Former President Donald Ramotar’s assertion that the governing coalition has hatched a plan to delay the next general elections was rubbished Friday by Minister of State, Joseph Harmon.
“The administration of President (David) Granger has made it clear that we have no intention of either lengthening or shortening the term of office, that at the time when elections are to be called they will be called and so we can put that to rest about trying to delay an elections,” he told a post cabinet news briefing when asked by Demerara Waves Online News.
The veteran People’s Progressive Party (PPP) politician has contended that President David Granger has been deliberately delaying the appointment of a Chairman of the Guyana Elections Commission (GECOM) to stall the holding of the next general and regional elections that are constitutionally due in 2020.
By that time, according to Ramotar, the People’s National Congress Reform (PNCR)-dominated coalition hopes to spend flowing oil revenues on numerous projects with the aim of securing votes. “The thing is that the government is performing very, very poorly and they have lost considerable my mind in public opinion and they obviously plan to do things to try to stay in power,” he said.
The former Guyanese leader further charged that the removal of immigration and the Registry of births, deaths and marriages from the Ministry of Public Security (formerly Home Affairs) for the first time in Guyana’s history and putting under a new entity called the Ministry of Citizenship and Immigration is part of the plot to rig the next general elections.
Ahead of next Monday’s meeting between the President and Opposition Leader, Bharrat Jagdeo to discuss the now more than six-month delay in appointing a new GECOM Chairman, the Minister of State did not believe that those talks should be deferred until the High Court gives its interpretation of the Constitutional provision governing the appointment of the Chairman.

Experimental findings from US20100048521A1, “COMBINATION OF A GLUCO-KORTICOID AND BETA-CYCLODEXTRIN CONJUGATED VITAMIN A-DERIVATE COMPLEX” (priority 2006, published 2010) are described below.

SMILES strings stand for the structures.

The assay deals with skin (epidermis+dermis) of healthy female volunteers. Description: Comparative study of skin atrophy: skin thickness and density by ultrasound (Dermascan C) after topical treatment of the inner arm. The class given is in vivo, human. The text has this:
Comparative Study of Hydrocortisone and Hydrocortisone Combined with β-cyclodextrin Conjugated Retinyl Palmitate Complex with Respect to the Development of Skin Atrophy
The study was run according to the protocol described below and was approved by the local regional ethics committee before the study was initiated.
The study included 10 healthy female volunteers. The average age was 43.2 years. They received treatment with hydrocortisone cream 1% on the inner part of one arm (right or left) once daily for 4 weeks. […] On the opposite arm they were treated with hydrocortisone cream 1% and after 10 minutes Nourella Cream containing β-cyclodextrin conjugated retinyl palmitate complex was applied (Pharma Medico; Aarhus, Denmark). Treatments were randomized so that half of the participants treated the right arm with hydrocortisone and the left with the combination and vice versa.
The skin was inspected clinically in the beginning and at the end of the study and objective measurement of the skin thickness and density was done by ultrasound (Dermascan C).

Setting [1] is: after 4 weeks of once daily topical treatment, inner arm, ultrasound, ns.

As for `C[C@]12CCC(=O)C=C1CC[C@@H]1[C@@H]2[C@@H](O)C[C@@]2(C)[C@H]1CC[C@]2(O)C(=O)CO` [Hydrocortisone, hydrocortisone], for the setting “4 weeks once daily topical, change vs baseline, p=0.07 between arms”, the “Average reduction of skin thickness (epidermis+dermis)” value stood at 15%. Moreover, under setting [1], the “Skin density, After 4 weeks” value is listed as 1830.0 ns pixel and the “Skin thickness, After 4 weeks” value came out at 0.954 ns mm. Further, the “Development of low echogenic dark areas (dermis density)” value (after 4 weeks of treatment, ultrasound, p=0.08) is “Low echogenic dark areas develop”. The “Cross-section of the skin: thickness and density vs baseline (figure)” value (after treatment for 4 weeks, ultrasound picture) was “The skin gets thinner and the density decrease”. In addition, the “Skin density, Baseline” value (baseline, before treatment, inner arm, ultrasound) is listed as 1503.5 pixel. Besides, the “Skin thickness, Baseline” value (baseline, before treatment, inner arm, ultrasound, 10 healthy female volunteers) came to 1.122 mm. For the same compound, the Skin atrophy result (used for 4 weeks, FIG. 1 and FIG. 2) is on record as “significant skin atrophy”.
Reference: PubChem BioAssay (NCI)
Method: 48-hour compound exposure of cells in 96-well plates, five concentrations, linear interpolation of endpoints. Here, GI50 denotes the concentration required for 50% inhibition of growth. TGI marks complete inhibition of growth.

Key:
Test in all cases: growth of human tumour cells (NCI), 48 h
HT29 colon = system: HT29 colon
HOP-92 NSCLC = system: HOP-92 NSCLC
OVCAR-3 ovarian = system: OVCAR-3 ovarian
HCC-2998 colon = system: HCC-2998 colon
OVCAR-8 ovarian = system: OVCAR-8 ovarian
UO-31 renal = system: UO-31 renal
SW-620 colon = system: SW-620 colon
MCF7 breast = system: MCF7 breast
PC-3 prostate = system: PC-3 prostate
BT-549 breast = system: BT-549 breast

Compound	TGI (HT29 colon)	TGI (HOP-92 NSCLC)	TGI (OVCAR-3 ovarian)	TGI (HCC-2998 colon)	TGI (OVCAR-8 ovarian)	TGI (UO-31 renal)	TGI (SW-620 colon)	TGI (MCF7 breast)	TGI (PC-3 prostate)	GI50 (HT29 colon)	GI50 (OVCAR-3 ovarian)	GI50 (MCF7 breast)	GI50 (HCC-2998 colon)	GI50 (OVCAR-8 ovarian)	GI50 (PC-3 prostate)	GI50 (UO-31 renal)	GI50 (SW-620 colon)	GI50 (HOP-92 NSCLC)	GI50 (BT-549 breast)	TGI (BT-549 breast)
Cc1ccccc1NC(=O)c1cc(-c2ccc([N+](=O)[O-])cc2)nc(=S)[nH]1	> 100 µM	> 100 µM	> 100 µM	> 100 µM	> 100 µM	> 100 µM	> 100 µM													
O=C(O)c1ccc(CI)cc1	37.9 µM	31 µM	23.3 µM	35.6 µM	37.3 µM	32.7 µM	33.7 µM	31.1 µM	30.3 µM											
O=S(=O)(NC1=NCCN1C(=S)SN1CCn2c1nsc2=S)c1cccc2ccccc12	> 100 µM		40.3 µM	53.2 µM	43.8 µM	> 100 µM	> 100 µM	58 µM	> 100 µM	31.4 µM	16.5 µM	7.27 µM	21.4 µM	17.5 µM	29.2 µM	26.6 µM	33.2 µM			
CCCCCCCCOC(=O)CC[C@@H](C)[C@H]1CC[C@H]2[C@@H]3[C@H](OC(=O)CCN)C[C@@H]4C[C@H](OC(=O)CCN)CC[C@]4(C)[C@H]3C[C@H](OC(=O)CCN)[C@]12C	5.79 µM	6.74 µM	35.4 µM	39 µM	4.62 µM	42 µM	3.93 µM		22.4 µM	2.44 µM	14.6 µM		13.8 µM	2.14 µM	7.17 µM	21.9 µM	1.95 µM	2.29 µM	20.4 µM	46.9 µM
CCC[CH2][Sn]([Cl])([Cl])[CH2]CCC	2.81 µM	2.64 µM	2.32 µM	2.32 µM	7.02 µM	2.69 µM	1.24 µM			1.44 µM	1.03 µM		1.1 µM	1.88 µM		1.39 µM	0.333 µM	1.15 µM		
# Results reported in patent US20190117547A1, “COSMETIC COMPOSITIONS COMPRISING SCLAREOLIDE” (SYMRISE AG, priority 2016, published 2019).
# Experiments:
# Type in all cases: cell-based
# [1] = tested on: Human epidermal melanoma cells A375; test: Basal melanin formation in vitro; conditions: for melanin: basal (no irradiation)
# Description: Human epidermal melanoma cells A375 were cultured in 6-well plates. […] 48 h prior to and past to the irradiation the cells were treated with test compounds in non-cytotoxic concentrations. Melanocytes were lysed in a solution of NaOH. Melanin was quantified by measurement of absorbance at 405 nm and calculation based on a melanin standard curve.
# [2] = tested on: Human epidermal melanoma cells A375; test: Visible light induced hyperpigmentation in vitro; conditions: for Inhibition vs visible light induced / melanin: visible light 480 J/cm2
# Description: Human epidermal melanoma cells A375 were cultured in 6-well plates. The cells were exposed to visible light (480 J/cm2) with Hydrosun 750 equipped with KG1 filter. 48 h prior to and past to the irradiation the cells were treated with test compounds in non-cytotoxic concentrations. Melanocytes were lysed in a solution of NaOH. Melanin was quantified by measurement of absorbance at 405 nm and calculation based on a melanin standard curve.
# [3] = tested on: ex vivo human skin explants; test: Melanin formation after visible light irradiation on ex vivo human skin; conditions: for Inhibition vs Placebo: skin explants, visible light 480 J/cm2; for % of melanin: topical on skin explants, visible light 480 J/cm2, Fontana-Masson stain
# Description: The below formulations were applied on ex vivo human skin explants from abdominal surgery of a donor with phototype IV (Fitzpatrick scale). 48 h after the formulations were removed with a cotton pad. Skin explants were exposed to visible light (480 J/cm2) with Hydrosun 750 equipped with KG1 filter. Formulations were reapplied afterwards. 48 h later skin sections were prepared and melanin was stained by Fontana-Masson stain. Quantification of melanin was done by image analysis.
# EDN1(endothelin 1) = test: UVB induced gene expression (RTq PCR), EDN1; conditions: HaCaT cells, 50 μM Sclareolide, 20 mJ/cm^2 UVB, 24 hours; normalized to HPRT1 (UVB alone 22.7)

Jagdeo’s two lists of six names have all been rejected by the President, prompting the Opposition Leader to threaten legal action if the President appoints someone unilaterally and warn of other consequences that the Guyanese leader would have to bear full responsibility for.
“There is nothing in the law that seeks to fetter the President in matters of this nature; that the law requires the President to consult with the Leader of the Opposition and that consultation has been extensive,” Harmon said.
He urged Guyanese to give Granger and Jagdeo to “explore all the possibilities for them to find a person for that job.”
Asked what would happen if the High Court’s interpretation differs from a decision that Granger and Jagdeo might arrive at, the Minister of State said “the President is acting in accordance with the constitution and the constitution is the supreme law of the land.
The first list of rejected persons was composed of Governance and Conflict Resolution Specialist, Lawrence Lachmansingh; Chartered Accountant and Attorney-at-Law, Christopher Ram; Retired Major General, Joseph Singh; Business executive, Ramesh Dookhoo; Indian rights activist, Rhyaan Shah and History Professor James Rose.
After that list was rejected on the basis that none of them was a judge, retired judge or eligible to be a judge; the President then issued additional criteria of integrity, independence and impartiality including that none of them must be an activist or affiliated to any political party in any form, apparent or hidden.
The second list that the president deemed “unacceptable” was made up of Retired Justices B.S. Roy, William Ramlall; Attorney-at-law and a former Magistrate, Ms. Oneidge Walrond-Allicock; Attorney-at-Law, Kashir Khan; Attorney-at-law, Nadia Sagar and businessman, Gerald Gouveia.
In a media statement, the President said he rejected the second list because after examining the curriculum vitae he was not present with a wide range of options from which to select someone to chair GECOM.